Wandering Thoughts archives


The state of Python (both 2 and 3) in Ubuntu 22.04 LTS

Ubuntu 22.04 LTS has just been released and is on our minds, because we have a lot of Ubuntu 18.04 machines to upgrade to 22.04 in the next year. Since both we and our users use Python, I've been looking into the state of it on 22.04 and it's time for an entry on it, with various bits of news.

On the Python 2 front, 22.04 still provides a package for it but takes some visible (to us) steps towards eventually not having Python 2 at all. First, there is no official package provided to make /usr/bin/python point to Python 2. You can install a package (python-is-python3) to make /usr/bin/python point to Python 3, or you can have nothing official. Ubuntu is not currently forcing /usr/bin/python to be anything, so you can create your own symlink by hand (or with your own package) if you want to. We probably will because it turns out we have a reasonable number of users using '/usr/bin/python' and currently they're getting Python 2.

(If we were very energetic we would try to identify all of the users with the Linux auditing system and then go nag them. But probably not.)

Ubuntu 22.04 also drops support for the Python 2 version of Apache's mod_wsgi, which is still relevant for our Django application. It's possible that 22.04 still provides enough Python 2 support that you could build it yourself, but I haven't looked into this. Theoretically there is a Python 2 version of pip available, as 'python-pip'; in practice this conflicts with the Python 3 version, which is much more important now. If you need the Python 2 version of pip, you're going to have to install it yourself somehow (I haven't checked to see if the information from my entry on this issue works on 22.04).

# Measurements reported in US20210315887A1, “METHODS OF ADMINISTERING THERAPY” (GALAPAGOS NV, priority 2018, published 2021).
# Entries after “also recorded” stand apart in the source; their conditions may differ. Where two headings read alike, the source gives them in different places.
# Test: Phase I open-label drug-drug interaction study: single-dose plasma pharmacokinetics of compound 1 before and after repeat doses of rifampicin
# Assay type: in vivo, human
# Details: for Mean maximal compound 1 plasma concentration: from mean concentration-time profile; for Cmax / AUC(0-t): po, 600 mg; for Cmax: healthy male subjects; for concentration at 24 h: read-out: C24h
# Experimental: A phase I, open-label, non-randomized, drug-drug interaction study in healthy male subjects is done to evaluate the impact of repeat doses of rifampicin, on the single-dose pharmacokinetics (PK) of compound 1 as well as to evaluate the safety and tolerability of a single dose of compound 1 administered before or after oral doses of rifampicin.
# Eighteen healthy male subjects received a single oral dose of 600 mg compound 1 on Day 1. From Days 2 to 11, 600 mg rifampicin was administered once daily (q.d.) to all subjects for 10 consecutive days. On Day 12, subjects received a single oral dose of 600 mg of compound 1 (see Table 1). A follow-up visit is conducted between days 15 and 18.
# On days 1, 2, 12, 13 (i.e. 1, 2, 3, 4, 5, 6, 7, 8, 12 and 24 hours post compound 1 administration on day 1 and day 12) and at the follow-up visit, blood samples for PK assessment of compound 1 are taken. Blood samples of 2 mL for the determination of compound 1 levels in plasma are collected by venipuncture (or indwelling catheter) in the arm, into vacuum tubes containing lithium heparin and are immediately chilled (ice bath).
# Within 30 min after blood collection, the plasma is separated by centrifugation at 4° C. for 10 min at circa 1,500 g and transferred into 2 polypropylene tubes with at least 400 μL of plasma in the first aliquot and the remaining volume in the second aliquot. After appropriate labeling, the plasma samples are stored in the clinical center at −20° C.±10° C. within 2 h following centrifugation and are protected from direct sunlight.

Python 3 on Ubuntu 22.04 is currently in great shape. Ubuntu 22.04 comes with Python 3.10.4, which is the most current version as of right now and, impressively, was only released a month ago. Someone pushed hard to get that into 22.04 (the actual binary says it was built on April 2nd). It also packages the Python 3.8 version of PyPy 7.3.9 (as well as a Python 2 version). This is also the current version as of writing this entry (a day after Ubuntu 22.04's official release). How current both PyPy and Python 3 are is a pleasant surprise; they may drift out of date in time in the usual Ubuntu LTS way, but at least they're starting out in the best state possible.

(Ubuntu 22.04 also packages Django 3.2.12, the current Django LTS release; as I write this, Django 4.0.4 is the latest non-LTS release. I happen to think that relying on Ubuntu's Django is probably a bad idea, Based on the Django project support timeline here, 3.2 will only be supported by the Django project for two more years, until April of 2024; after that, Canonical is on its own to keep up with security issues for the remaining three years of 22.04 LTS. The package appears to be in the 'main' repository that Canonical says they support, but what that means in practice I don't know.)

Helpfully, Ubuntu 22.04 has a current version of pipx, which is now my favorite tool for handling third party Python programs that either aren't packaged by Ubuntu at all or where you don't want to be stuck with the Ubuntu versions. However, pipx has some challenges when moving from Python version to Python version, for example if you're upgrading your version of Ubuntu.

Ubuntu2204PythonState written at 22:58:50; Add Comment

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